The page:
Graphic: Mint
Graphic: Mint

Higher insurance fee is not the only spoke in wheel for 2-wheeler sales

Two-wheeler manufacturers are left with a tough choice to either pass on the costs to maintain their profit margins, or absorb some of it to support demand

The Supreme Court’s mandate to increase third-party insurance cover for new bikes and scooters to five years, will have a significant impact on two-wheeler owners, more so, considering the other cost pressures faced by the industry. The manufacturers are left with a tough choice to either pass on the costs to maintain their profit margins, or absorb some of it to support demand.

The premium appears small (see chart), but it is significant considering the price of two-wheelers.The five-year premium for third-party insurance is a lump sum payable upfront as opposed to an annual premium earlier. This adds to the purchase price of the vehicle. Moreover, in case of annual payments, the consumer had the benefit of a drop in value of the vehicle after the second year (depreciated value) due to which the insurance premium was also lower.

“Based on IRDA rates, this implies an increase of 2,500 for entry/executive motorcycles and scooters (up to 150cc) and 4,500 for premium motorcycles, a substantial increase especially at the lower end," says a report by Jefferies India Pvt. Ltd. Irda stands for the Insurance Regulatory and Development Authority of India.

Unfortunately, the timing is inappropriate. Costs for auto firms as a whole are stacking up. Although more stable now, the cost of raw materials especially metals and more recently rubber have all been rising. This may hurt profitability if costs are not passed on to the consumer, in the long run.

Add to this, about six months from now, the mandatory introduction of anti-locking braking system and combined braking system would also imply additional costs. Then, analysts foresee a cost increase due to technological changes required to comply with new emission norms from 1 April 2020.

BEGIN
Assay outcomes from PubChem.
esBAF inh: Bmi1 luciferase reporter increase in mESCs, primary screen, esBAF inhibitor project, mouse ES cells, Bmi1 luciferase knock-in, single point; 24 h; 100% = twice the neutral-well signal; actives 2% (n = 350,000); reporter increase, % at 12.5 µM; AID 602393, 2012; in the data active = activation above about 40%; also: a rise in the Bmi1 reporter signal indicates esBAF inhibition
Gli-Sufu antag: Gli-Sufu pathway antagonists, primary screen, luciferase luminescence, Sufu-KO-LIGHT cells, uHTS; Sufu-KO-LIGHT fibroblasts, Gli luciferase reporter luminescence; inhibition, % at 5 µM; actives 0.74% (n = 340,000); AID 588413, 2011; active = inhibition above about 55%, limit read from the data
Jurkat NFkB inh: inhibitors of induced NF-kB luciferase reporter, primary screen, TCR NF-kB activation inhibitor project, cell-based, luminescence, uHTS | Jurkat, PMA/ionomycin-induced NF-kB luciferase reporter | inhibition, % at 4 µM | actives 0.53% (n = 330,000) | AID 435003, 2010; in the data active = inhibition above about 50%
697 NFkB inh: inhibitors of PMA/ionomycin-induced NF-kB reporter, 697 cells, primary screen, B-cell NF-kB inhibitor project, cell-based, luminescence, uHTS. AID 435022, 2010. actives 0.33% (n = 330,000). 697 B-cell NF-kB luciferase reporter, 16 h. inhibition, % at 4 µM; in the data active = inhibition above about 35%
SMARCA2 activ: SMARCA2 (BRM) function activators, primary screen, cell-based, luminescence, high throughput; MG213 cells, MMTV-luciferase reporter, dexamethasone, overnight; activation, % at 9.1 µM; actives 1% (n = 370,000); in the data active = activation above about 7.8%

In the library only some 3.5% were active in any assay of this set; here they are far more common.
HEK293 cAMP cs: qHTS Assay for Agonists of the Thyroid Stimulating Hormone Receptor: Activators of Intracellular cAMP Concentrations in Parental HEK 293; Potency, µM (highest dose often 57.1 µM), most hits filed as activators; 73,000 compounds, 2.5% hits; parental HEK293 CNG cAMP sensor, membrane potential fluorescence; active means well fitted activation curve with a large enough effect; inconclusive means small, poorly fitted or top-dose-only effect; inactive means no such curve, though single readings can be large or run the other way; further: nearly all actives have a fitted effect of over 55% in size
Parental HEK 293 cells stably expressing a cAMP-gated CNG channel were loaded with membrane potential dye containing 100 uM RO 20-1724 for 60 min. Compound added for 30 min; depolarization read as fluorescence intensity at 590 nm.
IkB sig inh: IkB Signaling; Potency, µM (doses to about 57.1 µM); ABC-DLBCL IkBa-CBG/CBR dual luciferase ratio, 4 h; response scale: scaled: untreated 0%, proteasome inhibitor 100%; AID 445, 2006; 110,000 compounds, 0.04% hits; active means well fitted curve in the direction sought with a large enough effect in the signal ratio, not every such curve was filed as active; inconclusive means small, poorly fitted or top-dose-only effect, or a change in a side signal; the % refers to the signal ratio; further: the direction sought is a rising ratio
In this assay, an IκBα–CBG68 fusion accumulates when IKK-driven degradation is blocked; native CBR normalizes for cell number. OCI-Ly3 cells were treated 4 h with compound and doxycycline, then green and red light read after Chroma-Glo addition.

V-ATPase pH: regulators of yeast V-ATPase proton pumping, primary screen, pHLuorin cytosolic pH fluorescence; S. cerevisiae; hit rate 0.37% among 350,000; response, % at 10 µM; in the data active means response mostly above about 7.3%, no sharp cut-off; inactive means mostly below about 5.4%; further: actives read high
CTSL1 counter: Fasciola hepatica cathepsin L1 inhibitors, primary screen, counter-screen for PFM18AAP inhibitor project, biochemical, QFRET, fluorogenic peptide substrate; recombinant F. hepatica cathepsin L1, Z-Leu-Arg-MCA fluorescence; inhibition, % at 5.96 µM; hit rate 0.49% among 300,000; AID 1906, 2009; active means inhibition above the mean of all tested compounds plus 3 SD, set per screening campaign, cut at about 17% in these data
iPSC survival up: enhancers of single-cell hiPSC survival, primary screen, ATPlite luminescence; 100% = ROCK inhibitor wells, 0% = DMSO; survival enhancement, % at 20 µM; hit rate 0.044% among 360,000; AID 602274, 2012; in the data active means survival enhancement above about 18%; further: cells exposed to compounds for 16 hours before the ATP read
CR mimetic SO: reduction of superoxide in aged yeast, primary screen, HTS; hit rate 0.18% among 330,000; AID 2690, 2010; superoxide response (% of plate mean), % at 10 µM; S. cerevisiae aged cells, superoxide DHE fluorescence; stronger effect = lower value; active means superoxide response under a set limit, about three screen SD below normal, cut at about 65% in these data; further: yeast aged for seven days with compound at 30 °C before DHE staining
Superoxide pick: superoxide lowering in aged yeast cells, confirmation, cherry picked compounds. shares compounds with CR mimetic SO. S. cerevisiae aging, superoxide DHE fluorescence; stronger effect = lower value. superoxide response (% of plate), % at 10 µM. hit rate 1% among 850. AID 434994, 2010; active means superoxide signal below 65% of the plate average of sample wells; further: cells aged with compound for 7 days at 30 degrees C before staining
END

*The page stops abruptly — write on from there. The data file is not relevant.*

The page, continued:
All these costs put together would lead to pricing pressure for two-wheeler manufacturers. They will stack up to make a significant difference to two-wheeler sales and the manufacturing companies’ prospects. Companies such as Bajaj Auto Ltd with high exports may be able to withstand the cost pressures better than firms such as Hero MotoCorp Ltd and TVS Motor Co. Ltd.

The heightened competition in the domestic two-wheeler market may make it hard for companies to pass on costs to consumers. If so, it may hurt sales growth and consequently profitability too. Alternatively, sales may grow at the expense of margins. In any case, for the current quarter, analysts have forecast a moderation in sales because the festive season of Dussehra falls in the next quarter.

Highlighting the cost pressures, the Jefferies India report points out, “All these known cost increases add up to at least 10-25% increase in the on-road prices of two-wheelers, over a two-year period."

The moot question is whether such a steep increase will affect sales or profit margins of entry-level motorcycles and mopeds. The base is also higher now, given that the auto industry as a whole experienced robust demand for about two-three years.

Any such adverse impact is bound to hurt the share prices of two-wheeler makers, which have anyway come off substantially from their highs in the past seven months.